Clare Barron must have read Lisa D’Amour’s 2003 play Anna Bella Eema before she wrote Dance Nation. They’re cut from the same filthy piece of cloth. They share the same feral-tender linguistic energy (can you tell which play the line, “What’s a girl to do with this kind of knowledge? What’s a girl to do with this kind of pain?” is from?) They have a similarly arch, discordant musicality. Naturalism, for the most part, is eschewed for a heady expressionism. And both tap into the apocalyptic, into the idea that to be a young woman is to be confronted with an overwhelming sense of Armageddon.
Three women, all seated. One louchely reclining, one gripping onto a desk for dear life, one perched, hands on knees and eyes wide. A mother, Irene, who can’t leave her trailer. Her daughter, Annabella, on the cusp of puberty, straining at the leash. And a silent girl made out of mud, Anna Bella Eema, created out of boredom and the catalyst for internal and external transformation. An interstate highway is being built. It looms on the horizon of their deserted trailer park. Change is coming, whether they like it or not.
Anna Bella Eema is a startling, unwieldy beast, quivering with barely bridled chaotic energy. Watching it can feel a little like trying to walk a bear on a leash. It is a strange old thing, the narrative occasionally petering out like a rusty faucet running dry, slipping from song to speech like a head drooping and jerking out of dreamland. It goes up and down, left and right, sometimes stops dead in its track to have a sniff around for a few minutes (and it does infuriate at points – there is one extended dream sequence which feels particularly strained.) Images rush in all at once then linger long afterwards – bones swell, vampires live on construction sites, women turn into wolves. Adolescence is metamorphosis in its most awe-inspiring mythological sense. The sensation of a body inexorably, inevitably changing, mutating out of childhood before the mind can catch up to it – that’s a terrifying, all-encompassing, incomprehensible thing. “I carry all this revolution / but I am only ten years old,” Annabella sings – the onset of puberty is writ epic, as it should be. Anna Bella Eema is all over the place – but then again, so are tweens.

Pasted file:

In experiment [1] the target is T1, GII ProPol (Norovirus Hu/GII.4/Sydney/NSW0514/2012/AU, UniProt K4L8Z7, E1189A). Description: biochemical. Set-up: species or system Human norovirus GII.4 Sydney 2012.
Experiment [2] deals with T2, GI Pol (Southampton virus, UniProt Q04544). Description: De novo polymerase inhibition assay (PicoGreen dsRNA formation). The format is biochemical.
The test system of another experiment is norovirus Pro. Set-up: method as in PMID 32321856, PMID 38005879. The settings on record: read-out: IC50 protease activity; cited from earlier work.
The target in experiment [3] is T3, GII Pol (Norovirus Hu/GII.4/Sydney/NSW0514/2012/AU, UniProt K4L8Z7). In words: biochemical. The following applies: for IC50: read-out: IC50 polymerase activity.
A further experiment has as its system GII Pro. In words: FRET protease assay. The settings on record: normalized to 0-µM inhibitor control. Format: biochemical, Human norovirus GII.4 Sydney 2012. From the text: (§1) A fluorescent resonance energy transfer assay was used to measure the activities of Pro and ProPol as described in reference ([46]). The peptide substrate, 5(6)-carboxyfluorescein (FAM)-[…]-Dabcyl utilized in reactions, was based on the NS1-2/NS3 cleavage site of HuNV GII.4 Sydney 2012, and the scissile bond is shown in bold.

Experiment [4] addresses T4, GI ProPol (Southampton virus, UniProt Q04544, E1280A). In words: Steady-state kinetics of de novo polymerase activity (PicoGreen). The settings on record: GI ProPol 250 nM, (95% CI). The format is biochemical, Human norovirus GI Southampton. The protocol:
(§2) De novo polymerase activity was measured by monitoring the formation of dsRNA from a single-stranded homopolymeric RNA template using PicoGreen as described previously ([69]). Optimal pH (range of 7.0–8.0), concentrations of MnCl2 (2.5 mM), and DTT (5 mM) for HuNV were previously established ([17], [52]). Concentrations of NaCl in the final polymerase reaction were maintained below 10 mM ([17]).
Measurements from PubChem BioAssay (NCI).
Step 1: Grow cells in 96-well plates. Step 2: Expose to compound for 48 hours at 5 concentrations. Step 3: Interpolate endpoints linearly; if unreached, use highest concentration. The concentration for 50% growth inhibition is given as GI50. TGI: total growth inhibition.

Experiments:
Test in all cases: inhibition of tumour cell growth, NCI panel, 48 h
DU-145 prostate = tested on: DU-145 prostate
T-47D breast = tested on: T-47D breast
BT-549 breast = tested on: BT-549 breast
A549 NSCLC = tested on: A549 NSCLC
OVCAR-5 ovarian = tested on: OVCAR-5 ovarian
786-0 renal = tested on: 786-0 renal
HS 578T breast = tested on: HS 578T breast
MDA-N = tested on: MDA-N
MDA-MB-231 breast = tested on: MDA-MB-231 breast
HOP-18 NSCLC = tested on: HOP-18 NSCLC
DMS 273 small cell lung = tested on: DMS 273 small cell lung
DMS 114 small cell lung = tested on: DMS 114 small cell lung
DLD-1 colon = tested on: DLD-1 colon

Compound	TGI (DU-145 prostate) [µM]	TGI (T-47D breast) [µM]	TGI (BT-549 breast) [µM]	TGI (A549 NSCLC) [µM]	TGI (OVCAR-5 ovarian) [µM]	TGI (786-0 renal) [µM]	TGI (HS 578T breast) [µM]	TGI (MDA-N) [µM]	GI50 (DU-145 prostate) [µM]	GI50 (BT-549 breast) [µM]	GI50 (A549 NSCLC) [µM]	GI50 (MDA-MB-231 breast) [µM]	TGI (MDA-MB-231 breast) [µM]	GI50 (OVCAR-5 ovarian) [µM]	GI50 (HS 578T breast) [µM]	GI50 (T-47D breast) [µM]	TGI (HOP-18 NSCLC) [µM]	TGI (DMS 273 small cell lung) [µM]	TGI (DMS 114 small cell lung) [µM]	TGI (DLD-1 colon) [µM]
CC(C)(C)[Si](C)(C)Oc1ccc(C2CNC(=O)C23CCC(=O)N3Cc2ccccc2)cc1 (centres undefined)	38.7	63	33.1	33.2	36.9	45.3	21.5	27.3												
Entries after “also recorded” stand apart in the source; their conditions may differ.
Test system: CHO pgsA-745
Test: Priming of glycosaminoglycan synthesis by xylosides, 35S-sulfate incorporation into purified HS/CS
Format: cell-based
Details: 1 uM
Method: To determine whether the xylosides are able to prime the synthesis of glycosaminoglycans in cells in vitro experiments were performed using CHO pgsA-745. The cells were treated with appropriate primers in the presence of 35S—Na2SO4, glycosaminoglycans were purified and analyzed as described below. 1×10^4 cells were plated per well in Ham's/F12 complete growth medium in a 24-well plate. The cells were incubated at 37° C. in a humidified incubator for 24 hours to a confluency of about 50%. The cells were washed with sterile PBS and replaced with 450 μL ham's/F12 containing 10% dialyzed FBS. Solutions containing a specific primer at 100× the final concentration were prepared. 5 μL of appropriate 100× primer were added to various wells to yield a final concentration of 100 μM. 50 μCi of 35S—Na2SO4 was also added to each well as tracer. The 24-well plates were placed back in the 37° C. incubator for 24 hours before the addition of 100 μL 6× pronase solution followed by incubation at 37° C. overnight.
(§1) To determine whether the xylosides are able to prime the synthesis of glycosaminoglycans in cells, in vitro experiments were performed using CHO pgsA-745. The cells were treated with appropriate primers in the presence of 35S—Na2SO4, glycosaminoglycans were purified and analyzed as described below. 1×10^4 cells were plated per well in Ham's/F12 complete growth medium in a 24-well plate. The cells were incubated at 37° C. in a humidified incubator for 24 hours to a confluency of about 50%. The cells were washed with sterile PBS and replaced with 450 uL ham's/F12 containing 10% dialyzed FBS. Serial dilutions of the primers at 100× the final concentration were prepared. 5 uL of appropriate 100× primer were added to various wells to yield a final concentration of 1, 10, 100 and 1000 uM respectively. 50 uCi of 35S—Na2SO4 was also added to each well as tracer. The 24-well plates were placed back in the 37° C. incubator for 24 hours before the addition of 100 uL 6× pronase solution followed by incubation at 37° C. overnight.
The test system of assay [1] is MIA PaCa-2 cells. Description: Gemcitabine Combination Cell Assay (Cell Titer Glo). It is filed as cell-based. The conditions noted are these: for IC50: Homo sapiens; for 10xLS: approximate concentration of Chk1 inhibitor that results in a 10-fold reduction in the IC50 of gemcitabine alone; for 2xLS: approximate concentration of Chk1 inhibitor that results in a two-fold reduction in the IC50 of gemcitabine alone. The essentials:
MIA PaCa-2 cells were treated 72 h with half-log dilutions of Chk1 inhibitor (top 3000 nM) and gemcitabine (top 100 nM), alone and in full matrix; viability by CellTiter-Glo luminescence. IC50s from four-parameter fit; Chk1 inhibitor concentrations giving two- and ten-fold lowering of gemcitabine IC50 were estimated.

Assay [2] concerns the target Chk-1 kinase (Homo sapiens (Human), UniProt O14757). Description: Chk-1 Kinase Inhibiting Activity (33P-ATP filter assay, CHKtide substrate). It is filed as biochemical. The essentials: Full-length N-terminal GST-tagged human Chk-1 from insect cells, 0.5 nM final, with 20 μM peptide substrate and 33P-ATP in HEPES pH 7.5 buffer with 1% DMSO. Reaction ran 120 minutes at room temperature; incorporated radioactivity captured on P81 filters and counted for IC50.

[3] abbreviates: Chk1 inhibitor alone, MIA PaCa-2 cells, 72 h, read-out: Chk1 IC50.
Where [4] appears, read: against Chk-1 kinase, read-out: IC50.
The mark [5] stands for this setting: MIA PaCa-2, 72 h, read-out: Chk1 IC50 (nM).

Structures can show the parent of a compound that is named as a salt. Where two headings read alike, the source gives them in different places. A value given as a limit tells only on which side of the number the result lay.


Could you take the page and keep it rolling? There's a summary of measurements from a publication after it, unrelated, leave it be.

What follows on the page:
Jessica Lazar’s production has an uncanny, almost alarming clarity to it. There is a propulsive purpose to her direction – it ploughs ahead, undeterred – exhilarated, even – by a deeply unwieldy text. It doesn’t restrain it so much as egg it on – sometimes, sure, to its detriment (someone grab a razor – a good 15 minutes could be shaved off.) Lazar’s sliced open the play, pored over its insides, then stitched it back up. Certain swathes of it may go over your head, but there’s the impression that you’re being steered by a confident captain. Get in, losers, we’re going capital-W Weird. Get onboard or you’ll be left behind. Jennifer Fletcher’s movement has the three women writhing and twisting in their chairs, straining at unseen (partially imagined?) restrictions. The stories Irene tells are a necessary comfort, but they’re a self-inflicted prison too. Anna Lewis’s ramshackle design sits on top of a brown oil-spill. It’s got a treacly sheen to it. Stuck, stuck, stuck. Fletcher’s movement matches D’Amour’s sinewy writing beat for beat – exacting and eerie, rarely static, never boring. Beverly Rudd is extraordinary as Irene – bear-like and regal, anchoring the centre of the stage, flanked by Natasha Cottriall’s delicately twitchy Anna Bella Eema and Gabrielle Brooks’s fearful yet ferocious Annabella. There is a touch of The Beauty Queen of Leenane to Irene and Annabella’s relationship – their love is all twisted up, warped and knotted tight like a tree root.
Anna Bella Eema is an awfully tender, perfectly flawed thing. It can sometimes feel like an exercise in patience, but what’s theatre if not a place to stretch out your empathy muscle? It’s dense, but not impenetrable. There are tracks in the dirt to follow. You just have to be willing to look.
Anna Bella Eema is on at Arcola Theatre until 12th October. More info and tickets here.